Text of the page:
In rereading FAS, I got to thinking about Thursday's escape from The Great Samuel Pepys Fiasco as it is being erased, and the book she arrives in, Cold Comfort Farm. (The escape is wonderfully done, in my opinion--since nothing textual can survive in the Nothing, of course it can't be described textually, so it has to be illustrated instead.) Anyway, I was curious about the book, which I'd never heard of, and looked it up. Wikipedia
describes it as a comic novel that parodied "the romanticised, sometimes doom-laden accounts of rural life popular at the time", so its genre could best be described as literary parody.
This is intriguing to me because Jasper's books are, of course, extremely hard to characterize as being in one genre or another, and I could make a case for putting them in mystery, action, comedy, sci-fi/fantasy, etc., along with literary parody. But I wouldn't say that parody is the main genre, since after all most of the time they're not making fun of the books but treating them with irreverent respect. Also, the sci-fi/action/mystery/satire elements are as much a part of what makes the books what they are as the literary references. But since books of the same genre are found in close proximity, this implies that the Thursday Next books are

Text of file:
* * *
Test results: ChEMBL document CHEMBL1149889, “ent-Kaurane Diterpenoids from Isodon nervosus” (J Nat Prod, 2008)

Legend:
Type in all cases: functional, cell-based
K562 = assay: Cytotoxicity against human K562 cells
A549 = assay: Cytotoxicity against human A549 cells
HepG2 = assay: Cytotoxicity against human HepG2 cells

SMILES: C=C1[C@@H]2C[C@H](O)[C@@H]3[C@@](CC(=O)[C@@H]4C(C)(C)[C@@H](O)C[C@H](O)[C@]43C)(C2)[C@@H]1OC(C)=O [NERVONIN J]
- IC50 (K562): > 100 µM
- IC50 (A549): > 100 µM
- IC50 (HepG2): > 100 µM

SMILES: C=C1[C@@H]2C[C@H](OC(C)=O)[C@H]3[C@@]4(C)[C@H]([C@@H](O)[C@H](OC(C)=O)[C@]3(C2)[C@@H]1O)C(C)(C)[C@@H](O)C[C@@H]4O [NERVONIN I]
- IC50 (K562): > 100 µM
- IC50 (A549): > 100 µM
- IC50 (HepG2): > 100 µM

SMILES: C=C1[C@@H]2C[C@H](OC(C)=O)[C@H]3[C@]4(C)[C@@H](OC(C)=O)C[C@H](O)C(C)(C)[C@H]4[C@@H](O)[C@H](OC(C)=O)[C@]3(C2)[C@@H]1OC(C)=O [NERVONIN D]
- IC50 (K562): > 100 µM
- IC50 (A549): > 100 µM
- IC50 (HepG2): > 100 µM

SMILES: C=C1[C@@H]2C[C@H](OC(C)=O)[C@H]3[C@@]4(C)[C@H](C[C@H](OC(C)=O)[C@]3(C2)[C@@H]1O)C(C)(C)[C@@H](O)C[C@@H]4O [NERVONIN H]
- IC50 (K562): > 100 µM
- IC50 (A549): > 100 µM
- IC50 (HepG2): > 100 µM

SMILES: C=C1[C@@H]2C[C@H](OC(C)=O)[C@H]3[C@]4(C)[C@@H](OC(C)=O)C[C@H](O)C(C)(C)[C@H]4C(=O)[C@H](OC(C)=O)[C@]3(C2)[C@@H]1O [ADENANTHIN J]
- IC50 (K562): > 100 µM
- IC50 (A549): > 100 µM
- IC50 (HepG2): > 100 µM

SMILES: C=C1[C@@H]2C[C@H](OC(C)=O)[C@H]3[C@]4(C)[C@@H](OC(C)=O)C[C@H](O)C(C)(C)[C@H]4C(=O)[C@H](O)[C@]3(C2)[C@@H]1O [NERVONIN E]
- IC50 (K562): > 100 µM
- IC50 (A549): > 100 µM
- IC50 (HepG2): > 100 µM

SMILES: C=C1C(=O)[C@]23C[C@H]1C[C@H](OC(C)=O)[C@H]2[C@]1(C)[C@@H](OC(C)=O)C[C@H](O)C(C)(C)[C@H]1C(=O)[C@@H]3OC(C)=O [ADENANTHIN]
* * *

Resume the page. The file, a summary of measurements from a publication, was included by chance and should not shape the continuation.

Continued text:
primarily in the genre of parody. What do you think?